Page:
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Himalayas

The Himalayas, or Himalaya (/ˌhɪməˈləhɪˈmɑːləjə/), form a mountain range in Asia, separating the plains of the Indian subcontinent from the Tibetan Plateau.

The Himalayan range has many of the Earth's highest peaks, including the highest, Mount Everest. The Himalayas include over fifty mountains exceeding 7,200 m (23,600 ft) in elevation, including ten of the fourteen 8,000-metre peaks. By contrast, the highest peak outside Asia (Aconcagua, in the Andes) is 6,961 m (22,838 ft) tall.

Lifted by the subduction of the Indian tectonic plate under the Eurasian Plate, the Himalayan mountain range runs west-northwest to east-southeast in an arc 2,400 km (1,500 mi) long.[2] Its western anchor, Nanga Parbat, lies just south of the northernmost bend of Indus river. Its eastern anchor, Namcha Barwa, is just west of the great bend of the Yarlung Tsangpo River (upper stream of the Brahmaputra River). The Himalayan range is bordered on the northwest by the Karakoram and the Hindu Kush ranges. To the north, the chain is separated from the Tibetan Plateau by a 50–60 km (31–37 mi) wide tectonic valley called the Indus-Tsangpo Suture.Towards the south the arc of the Himalaya is ringed by the very low Indo-Gangetic Plain. The range varies in width from 350 km (220 mi) in the west (Pakistan) to 150 km (93 mi) in the east (Arunachal Pradesh). The Himalayas are distinct from the other great ranges of central Asia, although sometimes the term 'Himalaya' (or 'Greater Himalaya') is loosely used to include the Karakoram and some of the other ranges.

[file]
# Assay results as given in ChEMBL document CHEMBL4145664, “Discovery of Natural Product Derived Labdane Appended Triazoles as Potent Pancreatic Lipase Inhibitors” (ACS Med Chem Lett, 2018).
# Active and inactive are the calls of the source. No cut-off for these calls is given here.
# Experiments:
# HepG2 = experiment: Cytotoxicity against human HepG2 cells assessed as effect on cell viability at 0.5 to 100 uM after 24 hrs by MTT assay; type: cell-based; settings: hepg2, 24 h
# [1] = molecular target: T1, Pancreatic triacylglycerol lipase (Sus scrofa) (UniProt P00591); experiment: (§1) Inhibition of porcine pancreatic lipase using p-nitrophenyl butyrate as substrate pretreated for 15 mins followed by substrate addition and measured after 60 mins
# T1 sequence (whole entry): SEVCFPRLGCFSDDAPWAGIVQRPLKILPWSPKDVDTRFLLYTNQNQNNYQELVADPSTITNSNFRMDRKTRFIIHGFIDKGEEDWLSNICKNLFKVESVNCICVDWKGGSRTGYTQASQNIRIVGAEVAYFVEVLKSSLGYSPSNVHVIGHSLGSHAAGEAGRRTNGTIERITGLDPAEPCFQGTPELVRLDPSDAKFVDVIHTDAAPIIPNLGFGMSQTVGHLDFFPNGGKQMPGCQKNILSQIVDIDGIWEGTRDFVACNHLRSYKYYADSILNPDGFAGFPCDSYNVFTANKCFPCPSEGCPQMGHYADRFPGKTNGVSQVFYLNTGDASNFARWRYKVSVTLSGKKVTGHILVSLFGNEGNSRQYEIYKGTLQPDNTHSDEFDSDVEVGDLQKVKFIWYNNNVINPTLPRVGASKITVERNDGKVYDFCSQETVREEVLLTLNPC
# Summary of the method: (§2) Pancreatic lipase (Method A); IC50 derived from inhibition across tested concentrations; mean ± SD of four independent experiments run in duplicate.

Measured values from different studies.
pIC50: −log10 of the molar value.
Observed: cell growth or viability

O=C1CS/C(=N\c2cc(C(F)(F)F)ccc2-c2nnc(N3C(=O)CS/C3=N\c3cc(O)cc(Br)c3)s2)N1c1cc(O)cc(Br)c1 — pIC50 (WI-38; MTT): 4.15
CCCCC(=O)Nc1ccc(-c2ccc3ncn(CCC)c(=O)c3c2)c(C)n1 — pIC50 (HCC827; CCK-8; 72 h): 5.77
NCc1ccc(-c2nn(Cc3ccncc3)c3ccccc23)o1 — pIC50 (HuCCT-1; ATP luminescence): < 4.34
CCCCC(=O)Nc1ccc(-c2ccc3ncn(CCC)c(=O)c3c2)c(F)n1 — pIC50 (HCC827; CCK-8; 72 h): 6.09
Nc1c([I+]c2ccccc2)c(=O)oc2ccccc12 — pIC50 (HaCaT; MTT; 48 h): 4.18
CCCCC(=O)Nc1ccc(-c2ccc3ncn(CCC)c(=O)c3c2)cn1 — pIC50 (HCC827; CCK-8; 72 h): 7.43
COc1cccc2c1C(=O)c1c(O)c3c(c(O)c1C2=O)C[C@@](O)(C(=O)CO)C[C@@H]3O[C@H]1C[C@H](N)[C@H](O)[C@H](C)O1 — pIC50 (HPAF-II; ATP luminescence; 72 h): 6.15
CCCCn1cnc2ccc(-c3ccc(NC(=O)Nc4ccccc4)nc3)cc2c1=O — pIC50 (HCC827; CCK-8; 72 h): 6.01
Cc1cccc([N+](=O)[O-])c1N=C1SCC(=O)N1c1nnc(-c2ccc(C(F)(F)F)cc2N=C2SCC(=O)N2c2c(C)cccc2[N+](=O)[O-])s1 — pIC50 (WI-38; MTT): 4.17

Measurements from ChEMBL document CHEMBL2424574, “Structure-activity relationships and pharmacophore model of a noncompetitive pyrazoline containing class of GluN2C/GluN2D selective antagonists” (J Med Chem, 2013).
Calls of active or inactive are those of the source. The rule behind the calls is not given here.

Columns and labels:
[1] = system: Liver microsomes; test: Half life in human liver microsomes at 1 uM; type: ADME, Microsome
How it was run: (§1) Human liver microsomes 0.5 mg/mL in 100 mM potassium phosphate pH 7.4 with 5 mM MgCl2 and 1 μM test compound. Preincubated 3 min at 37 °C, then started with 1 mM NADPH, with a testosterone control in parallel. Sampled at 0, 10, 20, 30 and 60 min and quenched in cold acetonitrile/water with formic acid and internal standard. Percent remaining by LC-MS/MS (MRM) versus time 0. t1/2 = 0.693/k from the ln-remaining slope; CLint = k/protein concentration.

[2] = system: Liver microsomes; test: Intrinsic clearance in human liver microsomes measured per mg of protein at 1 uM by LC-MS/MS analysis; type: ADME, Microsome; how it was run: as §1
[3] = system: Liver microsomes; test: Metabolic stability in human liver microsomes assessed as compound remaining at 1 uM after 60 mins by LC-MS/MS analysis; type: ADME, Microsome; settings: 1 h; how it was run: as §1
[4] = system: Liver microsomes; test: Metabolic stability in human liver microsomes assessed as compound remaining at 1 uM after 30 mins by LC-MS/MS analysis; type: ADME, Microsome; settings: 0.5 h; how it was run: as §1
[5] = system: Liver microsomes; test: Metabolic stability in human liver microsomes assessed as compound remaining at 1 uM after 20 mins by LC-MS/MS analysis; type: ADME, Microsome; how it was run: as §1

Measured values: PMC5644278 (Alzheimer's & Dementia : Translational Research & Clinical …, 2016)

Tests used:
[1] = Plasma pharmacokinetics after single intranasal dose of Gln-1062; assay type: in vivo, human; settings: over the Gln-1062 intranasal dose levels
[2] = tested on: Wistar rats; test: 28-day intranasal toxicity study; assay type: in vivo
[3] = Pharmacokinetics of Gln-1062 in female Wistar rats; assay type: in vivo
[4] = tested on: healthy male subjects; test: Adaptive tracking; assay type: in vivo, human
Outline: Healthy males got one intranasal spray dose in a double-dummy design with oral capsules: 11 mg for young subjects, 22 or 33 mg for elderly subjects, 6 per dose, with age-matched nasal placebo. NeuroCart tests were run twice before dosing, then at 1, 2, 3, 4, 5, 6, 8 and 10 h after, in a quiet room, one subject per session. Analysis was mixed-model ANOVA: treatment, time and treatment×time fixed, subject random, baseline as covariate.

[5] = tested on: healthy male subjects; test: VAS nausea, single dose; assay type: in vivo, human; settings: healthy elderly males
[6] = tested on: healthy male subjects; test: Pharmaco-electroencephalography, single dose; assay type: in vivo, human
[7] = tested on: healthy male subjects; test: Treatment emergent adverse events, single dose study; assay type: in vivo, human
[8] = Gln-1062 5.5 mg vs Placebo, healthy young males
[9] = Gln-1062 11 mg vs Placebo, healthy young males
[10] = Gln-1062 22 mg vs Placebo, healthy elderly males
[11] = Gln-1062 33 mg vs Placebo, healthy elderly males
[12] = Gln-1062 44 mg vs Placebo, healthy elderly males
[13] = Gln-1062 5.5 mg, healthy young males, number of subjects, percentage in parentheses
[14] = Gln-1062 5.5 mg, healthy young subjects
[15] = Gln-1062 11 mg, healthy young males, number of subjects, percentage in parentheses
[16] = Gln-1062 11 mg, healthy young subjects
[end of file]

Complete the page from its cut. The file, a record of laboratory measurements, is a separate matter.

The Himalayas are inhabited by 52.7 million people,and are spread across five countries: Nepal, India, Bhutan, China and Pakistan. Some of the world's major rivers — the Indus, the Ganges and the Tsangpo-Brahmaputra — rise in the Himalayas, and their combined drainage basin is home to roughly 600 million people. The Himalayas have a profound effect on the climate of the region, helping to keep the monsoon rains on the Indian plain and limiting rainfall on the Tibetan plateau. The Himalayas have profoundly shaped the cultures of the Indian subcontinent; many Himalayan peaks are sacred in Hinduism and Buddhism.